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  1. Gombrich and the Duck-Rabbit.Robert Eamon Briscoe - 2018 - In Michael Beaney (ed.), Aspect Perception After Wittgenstein: Seeing-as and Novelty. Routledge. pp. 49-88.
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  • Image Consciousness, Movement Consciousness.Jonathan Owen Clark - 2019 - Midwest Studies in Philosophy 44 (1):48-69.
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  • Image Consciousness, Movement Consciousness.Jonathan Owen Clark - 2019 - Wiley: Midwest Studies in Philosophy 44 (1):48-69.
    Midwest Studies In Philosophy, Volume 44, Issue 1, Page 48-69, December 2019.
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  • A Unified Account: Pictorial, Photographic and Sculptural Seeing as Spectral Seeing.Gary Kemp - 2020 - Theoria 86 (3):341-358.
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  • Transparency and Imagining Seeing.Fabian Dorsch - 2010 - Philosophical Explorations 13 (3):173-200.
    In his paper, The Transparency of Experience, M.G.F. Martin has put forward a well- known – though not always equally well understood – argument for the disjunctivist, and against the intentional, approach to perceptual experiences. In this article, I intend to do four things: (i) to present the details of Martin’s complex argument; (ii) to defend its soundness against orthodox intentionalism; (iii) to show how Martin’s argument speaks as much in favour of experiential intentionalism as it speaks in favour of (...)
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  • How to Make Norms with Drawings: An Investigation of Normativity Beyond the Realm of Words.Giuseppe Lorini & Stefano Moroni - 2020 - Semiotica 2020 (233):55-76.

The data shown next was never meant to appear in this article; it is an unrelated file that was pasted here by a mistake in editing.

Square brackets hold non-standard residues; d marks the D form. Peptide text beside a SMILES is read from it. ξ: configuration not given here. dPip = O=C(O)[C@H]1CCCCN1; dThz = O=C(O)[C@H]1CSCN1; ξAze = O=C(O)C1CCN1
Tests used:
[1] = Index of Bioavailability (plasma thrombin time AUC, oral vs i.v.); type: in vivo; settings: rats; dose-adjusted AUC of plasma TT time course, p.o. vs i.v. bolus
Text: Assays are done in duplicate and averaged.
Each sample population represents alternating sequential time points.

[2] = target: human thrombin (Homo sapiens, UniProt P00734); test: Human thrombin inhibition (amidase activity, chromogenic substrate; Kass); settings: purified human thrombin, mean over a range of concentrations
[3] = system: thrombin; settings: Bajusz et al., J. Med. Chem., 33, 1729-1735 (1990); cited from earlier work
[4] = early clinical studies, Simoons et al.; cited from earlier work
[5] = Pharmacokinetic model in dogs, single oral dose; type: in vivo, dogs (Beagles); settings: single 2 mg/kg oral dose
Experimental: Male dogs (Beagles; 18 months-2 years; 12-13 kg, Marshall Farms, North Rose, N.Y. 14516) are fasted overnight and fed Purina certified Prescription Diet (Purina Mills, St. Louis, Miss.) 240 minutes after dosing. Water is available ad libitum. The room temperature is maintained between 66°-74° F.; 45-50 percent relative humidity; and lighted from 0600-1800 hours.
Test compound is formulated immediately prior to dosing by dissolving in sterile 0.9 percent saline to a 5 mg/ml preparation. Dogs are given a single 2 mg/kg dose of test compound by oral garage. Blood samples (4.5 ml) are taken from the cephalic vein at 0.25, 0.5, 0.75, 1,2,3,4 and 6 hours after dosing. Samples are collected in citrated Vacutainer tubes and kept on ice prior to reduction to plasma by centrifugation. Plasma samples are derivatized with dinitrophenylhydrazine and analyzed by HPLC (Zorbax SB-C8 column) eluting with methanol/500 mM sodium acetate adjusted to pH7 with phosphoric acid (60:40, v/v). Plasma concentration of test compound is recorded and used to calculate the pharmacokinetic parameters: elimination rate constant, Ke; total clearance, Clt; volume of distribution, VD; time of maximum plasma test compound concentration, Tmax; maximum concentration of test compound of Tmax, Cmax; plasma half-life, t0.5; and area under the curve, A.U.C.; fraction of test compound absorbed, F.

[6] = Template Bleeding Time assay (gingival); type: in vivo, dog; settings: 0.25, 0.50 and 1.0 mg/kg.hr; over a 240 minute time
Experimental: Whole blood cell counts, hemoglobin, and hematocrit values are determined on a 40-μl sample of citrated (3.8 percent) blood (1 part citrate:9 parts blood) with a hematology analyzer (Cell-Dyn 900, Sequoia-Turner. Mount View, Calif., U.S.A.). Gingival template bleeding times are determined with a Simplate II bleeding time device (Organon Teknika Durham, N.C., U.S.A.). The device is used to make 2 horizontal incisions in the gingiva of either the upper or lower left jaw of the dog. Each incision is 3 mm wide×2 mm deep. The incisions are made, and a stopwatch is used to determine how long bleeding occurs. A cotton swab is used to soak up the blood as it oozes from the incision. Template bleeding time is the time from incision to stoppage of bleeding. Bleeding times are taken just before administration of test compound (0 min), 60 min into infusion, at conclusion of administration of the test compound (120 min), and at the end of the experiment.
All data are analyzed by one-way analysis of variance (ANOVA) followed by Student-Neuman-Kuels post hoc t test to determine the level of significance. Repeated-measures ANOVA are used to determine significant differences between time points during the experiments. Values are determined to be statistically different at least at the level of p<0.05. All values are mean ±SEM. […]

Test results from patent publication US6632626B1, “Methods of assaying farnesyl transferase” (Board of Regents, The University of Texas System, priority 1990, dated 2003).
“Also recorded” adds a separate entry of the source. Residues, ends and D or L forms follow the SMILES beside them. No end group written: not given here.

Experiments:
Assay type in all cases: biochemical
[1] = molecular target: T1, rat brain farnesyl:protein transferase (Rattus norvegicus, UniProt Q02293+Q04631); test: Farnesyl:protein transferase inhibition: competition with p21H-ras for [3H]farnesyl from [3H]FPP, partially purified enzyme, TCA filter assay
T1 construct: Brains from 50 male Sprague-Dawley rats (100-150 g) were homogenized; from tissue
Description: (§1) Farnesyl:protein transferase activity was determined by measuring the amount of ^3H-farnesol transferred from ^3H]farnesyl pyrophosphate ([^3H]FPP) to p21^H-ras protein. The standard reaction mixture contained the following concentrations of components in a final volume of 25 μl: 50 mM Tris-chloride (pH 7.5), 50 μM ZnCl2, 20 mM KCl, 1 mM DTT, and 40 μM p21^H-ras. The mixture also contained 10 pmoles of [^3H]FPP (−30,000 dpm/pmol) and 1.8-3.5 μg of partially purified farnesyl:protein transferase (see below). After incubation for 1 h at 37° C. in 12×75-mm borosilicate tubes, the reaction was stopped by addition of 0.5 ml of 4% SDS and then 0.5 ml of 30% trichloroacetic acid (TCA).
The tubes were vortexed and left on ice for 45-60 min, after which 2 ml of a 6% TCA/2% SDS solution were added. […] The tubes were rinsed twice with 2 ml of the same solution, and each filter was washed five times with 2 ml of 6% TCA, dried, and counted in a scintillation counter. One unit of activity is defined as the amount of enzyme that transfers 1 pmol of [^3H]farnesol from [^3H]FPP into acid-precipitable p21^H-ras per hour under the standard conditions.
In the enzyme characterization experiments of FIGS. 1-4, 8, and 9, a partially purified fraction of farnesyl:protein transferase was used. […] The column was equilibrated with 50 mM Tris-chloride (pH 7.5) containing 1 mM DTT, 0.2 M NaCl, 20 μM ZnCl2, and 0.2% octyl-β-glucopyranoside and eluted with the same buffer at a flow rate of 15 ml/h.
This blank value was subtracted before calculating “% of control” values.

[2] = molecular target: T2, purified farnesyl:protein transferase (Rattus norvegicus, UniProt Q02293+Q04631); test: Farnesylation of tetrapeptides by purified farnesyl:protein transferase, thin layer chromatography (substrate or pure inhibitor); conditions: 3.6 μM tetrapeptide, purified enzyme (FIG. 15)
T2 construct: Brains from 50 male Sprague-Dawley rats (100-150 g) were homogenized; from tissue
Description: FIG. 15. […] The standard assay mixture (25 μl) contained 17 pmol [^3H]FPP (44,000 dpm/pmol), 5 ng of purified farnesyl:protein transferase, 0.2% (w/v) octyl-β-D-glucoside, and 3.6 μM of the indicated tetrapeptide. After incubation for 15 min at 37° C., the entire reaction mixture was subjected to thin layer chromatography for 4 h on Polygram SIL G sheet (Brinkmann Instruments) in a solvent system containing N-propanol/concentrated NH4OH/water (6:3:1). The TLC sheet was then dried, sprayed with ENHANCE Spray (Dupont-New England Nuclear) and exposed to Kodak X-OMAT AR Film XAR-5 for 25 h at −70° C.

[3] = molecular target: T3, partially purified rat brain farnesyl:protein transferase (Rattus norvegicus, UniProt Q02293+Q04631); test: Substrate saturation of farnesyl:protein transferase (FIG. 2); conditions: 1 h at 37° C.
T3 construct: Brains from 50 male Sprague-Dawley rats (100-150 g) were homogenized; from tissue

A widespread opinion holds that norms and codes of conduct as such can only be established via words, that is, in some lexical form. This perspective can be criticized: some norms produced by human acts are not word-based at all. For example, many norms are actually conveyed through graphics, sounds, a silent gesture. In this article, we will focus on the norms that are created by means of drawings and can be termed “drawn norms” or “graphical norms.” Specifically, we will (...)
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  • Depiction, Pictorial Experience, and Vision Science.Robert Briscoe - 2016 - Philosophical Topics 44 (2):43-81.
    Pictures are 2D surfaces designed to elicit 3D-scene-representing experiences from their viewers. In this essay, I argue that philosophers have tended to underestimate the relevance of research in vision science to understanding the nature of pictorial experience. Both the deeply entrenched methodology of virtual psychophysics as well as empirical studies of pictorial space perception provide compelling support for the view that pictorial experience and seeing face-to-face are experiences of the same psychological, explanatory kind. I also show that an empirically informed (...)
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  • Different Kinds of Fusion Experiences.Alberto Voltolini - 2020 - Review of Philosophy and Psychology 11 (1):203-222.
    Some people have stressed that there is a close analogy between meaning experiences, i.e., experiences as of understanding concerning linguistic expressions, and seeing-in experiences, i.e., pictorial experiences of discerning a certain item – what a certain picture presents, viz. the picture’s subject – in another item – the picture’s vehicle, the picture’s physical basis. Both can be seen as fusion experiences, in the minimal sense that they are experiential wholes made up of different aspects. Actually, two important similarities between such (...)
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  • Image Consciousness and the Horizonal Structure of Perception.Walter Hopp - 2017 - Midwest Studies in Philosophy 41 (1):130-153.
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  • Hume on the Imagination.Fabian Dorsch - 2015 - Rero Doc Digital Library:1-28.